Bruce E. Katz, MD
New York Dermatologic Surgeon
3.5 out of 5 stars 15 reviews

Latisse for eyelids and brows

+3

I have patients who have tried Latisse for their eyebrows and have seen no results. It is likely that these hairs are more difficult to stimulate then the hairs on your eyelids.

As for use on the lower lids the main risk is increased pigmentation and erythema in the areas of application which could be more visible on the lower eyelid. Most patients feel that the redness and pigmentation that may occur on the upper lids is advantageous as it simulates a eyeliner.

If the product is applied as directed at night and the patient goes to sleep and closes their eyes, it is very likely that some of the product will make contact with the lower lashes as well so you may see a benefit on the lower lashes despite no direct application.

Some of my patients have used it on the lower eyelashes and are seeing results however remember this is an off label indication and is not the intended use of this medication

Shawn Allen, MD
Boulder Dermatologist
5.0 out of 5 stars 1 review

Upper lash application does help the lower lashes

+2

Latisse is approved for use on the upper lashes, with the understanding that gravity and blinking promotes the distribution of the solution to the lower lashes. Application to the lower lashes is not recommeded as there is too much risk of corneal damage/abrasion and infection that can occur during the application process (brush getting in your eyeball). Sticking to the upper lash application does help the lower lashes too- so doing it this way minimizes your risks and gives the best benefits.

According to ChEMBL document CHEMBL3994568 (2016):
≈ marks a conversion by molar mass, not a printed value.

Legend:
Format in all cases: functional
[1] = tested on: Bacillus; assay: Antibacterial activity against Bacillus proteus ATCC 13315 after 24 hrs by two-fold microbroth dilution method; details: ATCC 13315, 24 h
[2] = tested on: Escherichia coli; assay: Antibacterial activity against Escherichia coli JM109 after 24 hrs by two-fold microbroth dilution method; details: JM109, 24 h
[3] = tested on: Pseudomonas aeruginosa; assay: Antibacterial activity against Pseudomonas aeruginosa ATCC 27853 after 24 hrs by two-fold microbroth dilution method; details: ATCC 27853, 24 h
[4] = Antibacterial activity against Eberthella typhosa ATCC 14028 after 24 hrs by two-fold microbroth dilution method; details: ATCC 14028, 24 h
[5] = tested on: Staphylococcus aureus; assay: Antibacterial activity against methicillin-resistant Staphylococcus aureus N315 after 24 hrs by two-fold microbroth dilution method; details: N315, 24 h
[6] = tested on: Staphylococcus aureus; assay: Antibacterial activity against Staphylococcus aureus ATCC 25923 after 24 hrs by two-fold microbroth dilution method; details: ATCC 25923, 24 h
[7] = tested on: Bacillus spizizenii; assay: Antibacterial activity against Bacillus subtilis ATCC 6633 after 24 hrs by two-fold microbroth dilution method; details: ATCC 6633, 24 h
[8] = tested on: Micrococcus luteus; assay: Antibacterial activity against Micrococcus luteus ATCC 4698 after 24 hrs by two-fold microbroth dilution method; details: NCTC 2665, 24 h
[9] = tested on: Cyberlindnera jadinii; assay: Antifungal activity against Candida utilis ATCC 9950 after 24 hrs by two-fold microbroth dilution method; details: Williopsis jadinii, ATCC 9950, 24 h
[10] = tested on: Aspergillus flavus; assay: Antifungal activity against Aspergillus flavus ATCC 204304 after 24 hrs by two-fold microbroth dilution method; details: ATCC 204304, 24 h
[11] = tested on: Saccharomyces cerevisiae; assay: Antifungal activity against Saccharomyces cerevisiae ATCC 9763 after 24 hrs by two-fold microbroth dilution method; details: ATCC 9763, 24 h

Purvisha Patel, MD
Germantown Dermatologist
5.0 out of 5 stars 4 reviews

Latisse for lower eyelashes

+1
It is recommended for the upper lash line only because there is some transference of the product to the lower lash line, every time you blink. This allows one bottle to last longer. It also reduces the risk of undesirable side effects when limiting usage, particularly dryness and itchiness.

Latisse is only FDA approved for the eyelashes, however there are reports that it can achieve an improvement for brows as well.

Jerome Edelstein, MD
Toronto Plastic Surgeon
5.0 out of 5 stars 74 reviews

It's about FDA approval of Latisse

+1

There’s a longer explanation possible here, but the short version is this: the FDA has only approved LATISSE® to be marketed for use in the upper lashes. That being said, I am sure that some patients (and some doctors) have experimented with "off-label" uses of LATISSE® like thickening the eyebrows or lower lashes. Some of them have probably seen positive effects, too. That being said, though, it’s important to understand that LATISSE® has only been studied and approved by the results of clinical trials for use on the upper lashes, and there’s little information about the effects of using it elsewhere.

Joseph J. Castellano, MD
Tampa General Surgeon
4.5 out of 5 stars 7 reviews

Latisse to the lower lashes

+1

Most that use Latisse as directed to the upper lashes find that they have as much of an increase to their lower lashes as desired.  Some of the medication drips down to cause the growth.  If the lower lashes become too long, they tend to curl towards the surface of the eye.  Those with substantial loss of lower lashes can try Latisse in an attempt.  If will work for many, but has not been tested for that use.  Use on the eyebrows also helps some.  There is little harm in trying it, recognizing that you can always stop.

Mark Golden, MD
Chicago Ophthalmologist
5.0 out of 5 stars 3 reviews

These answers are for educational purposes and should not be relied upon as a substitute for medical advice you may receive from your physician. If you have a medical emergency, please call 911. These answers do not constitute or initiate a patient/doctor relationship.